Yes, Control-IQ uses your programmed basal rates, amongst other settings. That’s why it’s so important to find which settings work for you… and why the system can be disappointing if your medical team can’t/won’t help you adjust them.

There are three different programs for intervention. Default Control-IQ, Sleep mode, and Exercise mode. They all have a different range in which Control-IQ leaves you to your own devices, but if you stray outside that range, it will either increase or decrease your programmed basal rates based on where your BG is predicted to be 30 minutes in the future. If you go to farther extremes, Control-IQ may even issue a correction bolus or suspend basal completely.

It’s different from Medtronic’s system in that you have more control over it and more variables that can be adjusted. It’s not giving micro-doses based on the limited information it knows at the time, but rather YOU provide the roadmap and the auto-pilot takes you on little detours when necessary.

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Yes you put in rough settings and control iq makes minor adjustment throughout the day. It also gives bolus when you are headed for over 180. But I find I can bolus faster than the pump does.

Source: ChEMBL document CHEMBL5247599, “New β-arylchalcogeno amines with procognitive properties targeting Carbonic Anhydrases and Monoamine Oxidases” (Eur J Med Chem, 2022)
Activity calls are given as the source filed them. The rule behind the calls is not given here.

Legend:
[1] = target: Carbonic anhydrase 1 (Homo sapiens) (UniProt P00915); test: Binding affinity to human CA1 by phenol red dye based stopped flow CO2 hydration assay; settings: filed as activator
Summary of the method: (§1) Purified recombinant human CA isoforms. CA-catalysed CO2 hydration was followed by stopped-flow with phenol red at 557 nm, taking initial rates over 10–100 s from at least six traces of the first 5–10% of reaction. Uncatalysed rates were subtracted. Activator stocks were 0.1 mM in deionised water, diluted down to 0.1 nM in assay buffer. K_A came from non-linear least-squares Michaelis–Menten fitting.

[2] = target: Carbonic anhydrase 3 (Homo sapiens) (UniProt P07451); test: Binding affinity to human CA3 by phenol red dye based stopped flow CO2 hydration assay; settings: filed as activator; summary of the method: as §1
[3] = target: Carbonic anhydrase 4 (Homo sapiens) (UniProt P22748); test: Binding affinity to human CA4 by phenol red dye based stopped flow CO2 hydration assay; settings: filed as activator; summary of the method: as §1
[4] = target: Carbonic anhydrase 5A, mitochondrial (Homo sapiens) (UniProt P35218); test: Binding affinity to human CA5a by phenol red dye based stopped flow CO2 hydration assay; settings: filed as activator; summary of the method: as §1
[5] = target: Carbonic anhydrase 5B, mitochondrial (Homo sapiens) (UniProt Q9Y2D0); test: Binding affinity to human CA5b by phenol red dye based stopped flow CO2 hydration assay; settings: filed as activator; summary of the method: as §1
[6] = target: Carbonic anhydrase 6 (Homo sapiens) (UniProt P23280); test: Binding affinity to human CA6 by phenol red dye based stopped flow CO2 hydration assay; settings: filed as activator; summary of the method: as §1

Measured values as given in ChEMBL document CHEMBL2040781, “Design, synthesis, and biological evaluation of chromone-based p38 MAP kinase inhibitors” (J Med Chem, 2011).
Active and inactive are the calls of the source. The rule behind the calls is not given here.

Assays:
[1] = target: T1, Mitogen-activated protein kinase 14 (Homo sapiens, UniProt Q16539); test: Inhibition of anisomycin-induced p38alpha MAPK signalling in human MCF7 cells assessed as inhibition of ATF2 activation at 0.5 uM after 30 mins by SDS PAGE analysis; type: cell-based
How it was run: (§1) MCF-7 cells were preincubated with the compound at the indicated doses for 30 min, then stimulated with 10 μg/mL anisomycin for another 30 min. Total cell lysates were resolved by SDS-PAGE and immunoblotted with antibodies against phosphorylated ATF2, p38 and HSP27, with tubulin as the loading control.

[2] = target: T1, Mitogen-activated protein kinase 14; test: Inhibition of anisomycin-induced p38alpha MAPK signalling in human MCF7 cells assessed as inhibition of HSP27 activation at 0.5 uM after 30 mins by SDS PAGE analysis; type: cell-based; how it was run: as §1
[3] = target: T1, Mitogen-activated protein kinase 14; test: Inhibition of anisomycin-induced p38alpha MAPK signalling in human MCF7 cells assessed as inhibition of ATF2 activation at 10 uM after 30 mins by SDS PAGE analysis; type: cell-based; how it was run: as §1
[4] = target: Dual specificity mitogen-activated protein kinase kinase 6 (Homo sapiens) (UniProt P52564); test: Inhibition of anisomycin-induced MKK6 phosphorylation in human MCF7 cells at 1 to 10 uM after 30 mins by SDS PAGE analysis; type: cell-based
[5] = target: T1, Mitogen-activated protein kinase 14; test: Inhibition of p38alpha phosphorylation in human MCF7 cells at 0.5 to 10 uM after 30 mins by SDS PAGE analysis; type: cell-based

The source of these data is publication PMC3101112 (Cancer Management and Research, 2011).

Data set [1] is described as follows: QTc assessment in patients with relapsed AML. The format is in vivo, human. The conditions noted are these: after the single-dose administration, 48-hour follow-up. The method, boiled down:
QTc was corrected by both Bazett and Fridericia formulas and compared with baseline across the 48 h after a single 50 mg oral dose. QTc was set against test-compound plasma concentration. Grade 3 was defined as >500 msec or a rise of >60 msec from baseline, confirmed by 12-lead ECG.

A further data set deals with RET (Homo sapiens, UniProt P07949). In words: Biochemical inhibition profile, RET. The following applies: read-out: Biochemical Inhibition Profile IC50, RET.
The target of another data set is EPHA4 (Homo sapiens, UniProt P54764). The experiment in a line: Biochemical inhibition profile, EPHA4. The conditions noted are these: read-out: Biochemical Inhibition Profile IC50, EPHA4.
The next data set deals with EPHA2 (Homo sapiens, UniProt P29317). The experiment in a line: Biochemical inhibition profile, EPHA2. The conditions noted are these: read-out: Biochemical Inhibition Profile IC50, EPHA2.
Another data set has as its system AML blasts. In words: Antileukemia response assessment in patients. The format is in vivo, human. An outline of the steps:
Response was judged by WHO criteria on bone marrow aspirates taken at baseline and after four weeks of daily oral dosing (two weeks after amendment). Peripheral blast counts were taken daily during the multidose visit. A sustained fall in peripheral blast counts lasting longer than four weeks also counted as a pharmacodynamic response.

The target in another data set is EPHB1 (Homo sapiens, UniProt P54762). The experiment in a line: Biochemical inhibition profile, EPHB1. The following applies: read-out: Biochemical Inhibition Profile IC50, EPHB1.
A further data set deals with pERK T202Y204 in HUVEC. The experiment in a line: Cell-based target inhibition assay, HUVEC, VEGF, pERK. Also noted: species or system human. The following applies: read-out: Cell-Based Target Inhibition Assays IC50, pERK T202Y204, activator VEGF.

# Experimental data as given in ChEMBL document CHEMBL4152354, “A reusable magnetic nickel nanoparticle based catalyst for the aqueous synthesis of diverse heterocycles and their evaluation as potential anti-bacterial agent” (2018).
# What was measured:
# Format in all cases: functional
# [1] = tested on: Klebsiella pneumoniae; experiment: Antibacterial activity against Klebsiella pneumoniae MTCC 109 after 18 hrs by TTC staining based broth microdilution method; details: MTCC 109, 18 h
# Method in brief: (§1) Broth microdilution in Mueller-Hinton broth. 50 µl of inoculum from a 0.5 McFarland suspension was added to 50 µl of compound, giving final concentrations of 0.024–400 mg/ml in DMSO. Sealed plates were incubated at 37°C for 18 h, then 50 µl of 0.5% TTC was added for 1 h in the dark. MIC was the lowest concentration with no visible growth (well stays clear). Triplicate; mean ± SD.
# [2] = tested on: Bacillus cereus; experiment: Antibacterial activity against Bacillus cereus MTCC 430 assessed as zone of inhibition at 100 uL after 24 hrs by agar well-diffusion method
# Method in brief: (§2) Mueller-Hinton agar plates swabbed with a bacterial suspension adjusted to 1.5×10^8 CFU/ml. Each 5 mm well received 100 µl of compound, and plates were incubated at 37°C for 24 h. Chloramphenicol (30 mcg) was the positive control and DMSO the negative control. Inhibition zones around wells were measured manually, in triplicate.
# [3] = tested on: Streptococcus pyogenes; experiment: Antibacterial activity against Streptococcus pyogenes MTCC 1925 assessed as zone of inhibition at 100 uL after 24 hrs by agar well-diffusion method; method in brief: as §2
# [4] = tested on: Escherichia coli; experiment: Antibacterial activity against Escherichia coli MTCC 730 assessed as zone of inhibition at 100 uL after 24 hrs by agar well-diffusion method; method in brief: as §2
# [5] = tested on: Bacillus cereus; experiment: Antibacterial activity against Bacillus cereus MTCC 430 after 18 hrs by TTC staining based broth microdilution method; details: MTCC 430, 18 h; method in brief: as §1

The settings I changed were my weight, I added 20 lbs to my real weight. I changed carb ratio was 1:25 changed to 1:20
My correction factor changed it lower from 1:35 down to 1:18
This allowed me to make the pump more aggressive than it was meant to be and keeps me a little lower overall

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Thank you so much everyone. I will not have the support of a knowledgeable team to help get the system optimized so I would do it on my own. It does sound like some of you are able to adjust the settings to get your A1cs to 6 or under. I would love less work. I have used a pump and cgms for many years and use the fastest acting insulins, Fiasp,Apidra and will try the newest one when my insurance changes. One of my concerns is that the system is not geared to those faster insulins. If any of you use those insulins and make the system work for you let me know.

Tandem has folks who do a one-on-one training session with people new to the pump. Hasn’t anyone you’ve talked to mentioned this? If you haven’t already, try asking Tandem about setting up a session with a pump trainer. Perhaps?

At the very least, watch their YouTube training videos.

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Hi Jim, Can you explain a little more how you use the ci

ciq for 24 hours? Can you exercise? Do you eat a special diet? Thanks!

Hi @ali8,
I’ve seen my Hga1c drop from 7 to 6.2-6.3. I don’t want to go any lower. How is it working for you? It has been a great help in improving my daily outlook and health in so many ways! Good Luck!

A1c 6.7/6.8 before CIQ, now 6.1 for the last 4 quarters using it.